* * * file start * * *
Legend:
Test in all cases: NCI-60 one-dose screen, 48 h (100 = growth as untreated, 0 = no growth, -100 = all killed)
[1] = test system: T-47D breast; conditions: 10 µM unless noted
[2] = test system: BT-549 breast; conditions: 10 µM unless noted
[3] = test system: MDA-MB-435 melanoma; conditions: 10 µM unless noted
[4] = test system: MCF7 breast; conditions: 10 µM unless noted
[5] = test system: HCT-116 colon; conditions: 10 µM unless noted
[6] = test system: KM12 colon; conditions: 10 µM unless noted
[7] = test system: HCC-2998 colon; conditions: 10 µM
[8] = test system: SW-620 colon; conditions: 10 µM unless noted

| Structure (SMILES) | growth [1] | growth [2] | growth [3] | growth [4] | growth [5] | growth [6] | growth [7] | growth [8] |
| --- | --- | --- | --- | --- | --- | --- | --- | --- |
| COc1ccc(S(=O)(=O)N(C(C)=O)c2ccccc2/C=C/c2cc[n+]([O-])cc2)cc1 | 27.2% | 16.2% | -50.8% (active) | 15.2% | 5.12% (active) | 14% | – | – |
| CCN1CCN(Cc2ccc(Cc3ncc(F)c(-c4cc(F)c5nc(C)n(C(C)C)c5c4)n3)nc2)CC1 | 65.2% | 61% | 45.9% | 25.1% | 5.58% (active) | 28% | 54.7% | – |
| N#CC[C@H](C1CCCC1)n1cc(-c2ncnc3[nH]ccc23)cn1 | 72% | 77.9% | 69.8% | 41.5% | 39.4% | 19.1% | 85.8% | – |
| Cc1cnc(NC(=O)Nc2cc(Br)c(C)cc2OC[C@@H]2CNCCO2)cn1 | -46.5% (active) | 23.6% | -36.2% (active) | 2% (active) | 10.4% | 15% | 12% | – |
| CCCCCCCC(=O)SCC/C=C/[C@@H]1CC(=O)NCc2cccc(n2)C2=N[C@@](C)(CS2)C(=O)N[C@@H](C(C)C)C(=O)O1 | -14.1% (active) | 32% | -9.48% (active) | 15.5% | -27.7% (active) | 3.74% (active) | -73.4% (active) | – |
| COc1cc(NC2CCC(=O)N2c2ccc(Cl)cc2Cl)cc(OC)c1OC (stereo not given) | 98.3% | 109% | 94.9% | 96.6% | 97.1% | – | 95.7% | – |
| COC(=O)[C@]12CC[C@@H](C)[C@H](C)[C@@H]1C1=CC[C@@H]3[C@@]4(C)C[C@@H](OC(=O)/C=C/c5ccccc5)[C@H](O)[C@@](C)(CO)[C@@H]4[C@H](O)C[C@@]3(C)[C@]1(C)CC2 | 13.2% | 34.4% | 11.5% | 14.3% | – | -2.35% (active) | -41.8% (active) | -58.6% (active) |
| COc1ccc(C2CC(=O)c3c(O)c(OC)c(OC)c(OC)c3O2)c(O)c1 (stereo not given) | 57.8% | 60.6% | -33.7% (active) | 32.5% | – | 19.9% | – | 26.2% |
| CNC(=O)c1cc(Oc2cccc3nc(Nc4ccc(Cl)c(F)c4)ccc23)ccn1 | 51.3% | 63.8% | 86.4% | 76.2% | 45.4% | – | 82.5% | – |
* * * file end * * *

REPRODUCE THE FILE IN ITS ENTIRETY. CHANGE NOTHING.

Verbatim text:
Legend:
Test in all cases: NCI-60 one-dose screen, 48 h (100 = growth as untreated, 0 = no growth, -100 = all killed)
[1] = test system: T-47D breast; conditions: 10 µM unless noted
[2] = test system: BT-549 breast; conditions: 10 µM unless noted
[3] = test system: MDA-MB-435 melanoma; conditions: 10 µM unless noted
[4] = test system: MCF7 breast; conditions: 10 µM unless noted
[5] = test system: HCT-116 colon; conditions: 10 µM unless noted
[6] = test system: KM12 colon; conditions: 10 µM unless noted
[7] = test system: HCC-2998 colon; conditions: 10 µM
[8] = test system: SW-620 colon; conditions: 10 µM unless noted

| Structure (SMILES) | growth [1] | growth [2] | growth [3] | growth [4] | growth [5] | growth [6] | growth [7] | growth [8] |
| --- | --- | --- | --- | --- | --- | --- | --- | --- |
| COc1ccc(S(=O)(=O)N(C(C)=O)c2ccccc2/C=C/c2cc[n+]([O-])cc2)cc1 | 27.2% | 16.2% | -50.8% (active) | 15.2% | 5.12% (active) | 14% | – | – |
| CCN1CCN(Cc2ccc(Cc3ncc(F)c(-c4cc(F)c5nc(C)n(C(C)C)c5c4)n3)nc2)CC1 | 65.2% | 61% | 45.9% | 25.1% | 5.58% (active) | 28% | 54.7% | – |
| N#CC[C@H](C1CCCC1)n1cc(-c2ncnc3[nH]ccc23)cn1 | 72% | 77.9% | 69.8% | 41.5% | 39.4% | 19.1% | 85.8% | – |
| Cc1cnc(NC(=O)Nc2cc(Br)c(C)cc2OC[C@@H]2CNCCO2)cn1 | -46.5% (active) | 23.6% | -36.2% (active) | 2% (active) | 10.4% | 15% | 12% | – |
| CCCCCCCC(=O)SCC/C=C/[C@@H]1CC(=O)NCc2cccc(n2)C2=N[C@@](C)(CS2)C(=O)N[C@@H](C(C)C)C(=O)O1 | -14.1% (active) | 32% | -9.48% (active) | 15.5% | -27.7% (active) | 3.74% (active) | -73.4% (active) | – |
| COc1cc(NC2CCC(=O)N2c2ccc(Cl)cc2Cl)cc(OC)c1OC (stereo not given) | 98.3% | 109% | 94.9% | 96.6% | 97.1% | – | 95.7% | – |
| COC(=O)[C@]12CC[C@@H](C)[C@H](C)[C@@H]1C1=CC[C@@H]3[C@@]4(C)C[C@@H](OC(=O)/C=C/c5ccccc5)[C@H](O)[C@@](C)(CO)[C@@H]4[C@H](O)C[C@@]3(C)[C@]1(C)CC2 | 13.2% | 34.4% | 11.5% | 14.3% | – | -2.35% (active) | -41.8% (active) | -58.6% (active) |
| COc1ccc(C2CC(=O)c3c(O)c(OC)c(OC)c(OC)c3O2)c(O)c1 (stereo not given) | 57.8% | 60.6% | -33.7% (active) | 32.5% | – | 19.9% | – | 26.2% |
| CNC(=O)c1cc(Oc2cccc3nc(Nc4ccc(Cl)c(F)c4)ccc23)ccn1 | 51.3% | 63.8% | 86.4% | 76.2% | 45.4% | – | 82.5% | – |